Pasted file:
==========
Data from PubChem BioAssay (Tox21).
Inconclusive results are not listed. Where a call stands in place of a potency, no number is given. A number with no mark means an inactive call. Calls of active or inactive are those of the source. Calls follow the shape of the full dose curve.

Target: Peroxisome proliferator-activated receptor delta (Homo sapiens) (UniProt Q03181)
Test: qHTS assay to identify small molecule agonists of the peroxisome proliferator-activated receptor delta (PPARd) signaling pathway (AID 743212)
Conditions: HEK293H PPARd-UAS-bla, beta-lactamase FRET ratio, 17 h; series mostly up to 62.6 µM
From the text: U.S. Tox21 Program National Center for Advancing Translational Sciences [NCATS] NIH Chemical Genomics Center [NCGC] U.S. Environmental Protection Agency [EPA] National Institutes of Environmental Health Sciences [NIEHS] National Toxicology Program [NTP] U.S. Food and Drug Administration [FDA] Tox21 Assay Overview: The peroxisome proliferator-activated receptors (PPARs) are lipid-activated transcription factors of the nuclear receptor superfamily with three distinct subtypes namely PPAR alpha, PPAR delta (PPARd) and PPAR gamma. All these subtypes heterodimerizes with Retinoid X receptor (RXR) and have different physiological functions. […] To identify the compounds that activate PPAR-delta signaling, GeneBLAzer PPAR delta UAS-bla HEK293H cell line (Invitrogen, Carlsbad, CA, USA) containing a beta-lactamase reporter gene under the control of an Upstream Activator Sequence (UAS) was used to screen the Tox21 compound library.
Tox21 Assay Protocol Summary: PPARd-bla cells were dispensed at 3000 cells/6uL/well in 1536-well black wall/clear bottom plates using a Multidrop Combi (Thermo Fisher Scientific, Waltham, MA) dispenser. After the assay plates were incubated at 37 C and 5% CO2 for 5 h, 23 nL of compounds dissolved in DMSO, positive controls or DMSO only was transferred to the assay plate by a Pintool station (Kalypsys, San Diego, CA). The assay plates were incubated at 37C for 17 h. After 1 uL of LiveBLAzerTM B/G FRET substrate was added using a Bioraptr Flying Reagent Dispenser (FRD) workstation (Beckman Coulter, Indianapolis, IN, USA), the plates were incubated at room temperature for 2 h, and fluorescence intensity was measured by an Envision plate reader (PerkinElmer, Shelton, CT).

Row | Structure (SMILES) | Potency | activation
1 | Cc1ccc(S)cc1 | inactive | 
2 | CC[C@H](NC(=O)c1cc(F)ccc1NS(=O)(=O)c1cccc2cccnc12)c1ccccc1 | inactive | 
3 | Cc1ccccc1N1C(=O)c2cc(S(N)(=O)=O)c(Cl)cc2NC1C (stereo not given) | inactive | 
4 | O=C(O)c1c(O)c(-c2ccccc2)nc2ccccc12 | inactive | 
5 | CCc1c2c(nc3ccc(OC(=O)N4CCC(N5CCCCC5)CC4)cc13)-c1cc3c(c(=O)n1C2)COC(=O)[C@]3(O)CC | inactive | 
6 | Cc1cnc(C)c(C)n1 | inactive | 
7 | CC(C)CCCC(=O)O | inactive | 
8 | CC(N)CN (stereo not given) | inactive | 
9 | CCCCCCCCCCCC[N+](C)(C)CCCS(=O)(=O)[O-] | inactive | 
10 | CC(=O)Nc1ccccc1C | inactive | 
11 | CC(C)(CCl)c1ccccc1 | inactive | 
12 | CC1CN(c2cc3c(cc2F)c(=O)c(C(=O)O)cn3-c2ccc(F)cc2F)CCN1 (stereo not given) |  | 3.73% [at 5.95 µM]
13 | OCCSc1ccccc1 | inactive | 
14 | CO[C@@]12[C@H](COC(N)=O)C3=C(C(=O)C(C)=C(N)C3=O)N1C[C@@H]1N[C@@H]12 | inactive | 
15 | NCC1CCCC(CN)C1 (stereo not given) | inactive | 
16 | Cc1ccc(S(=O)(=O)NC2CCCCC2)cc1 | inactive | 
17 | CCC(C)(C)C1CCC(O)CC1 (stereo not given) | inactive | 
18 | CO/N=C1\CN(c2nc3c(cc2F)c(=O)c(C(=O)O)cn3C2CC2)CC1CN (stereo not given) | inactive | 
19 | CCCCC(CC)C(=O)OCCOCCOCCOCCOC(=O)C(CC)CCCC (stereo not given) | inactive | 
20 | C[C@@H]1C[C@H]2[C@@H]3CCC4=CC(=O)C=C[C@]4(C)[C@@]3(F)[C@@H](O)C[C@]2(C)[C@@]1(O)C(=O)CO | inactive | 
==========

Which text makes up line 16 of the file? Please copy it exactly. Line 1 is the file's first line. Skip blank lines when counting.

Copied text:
8 | CC(N)CN (stereo not given) | inactive | 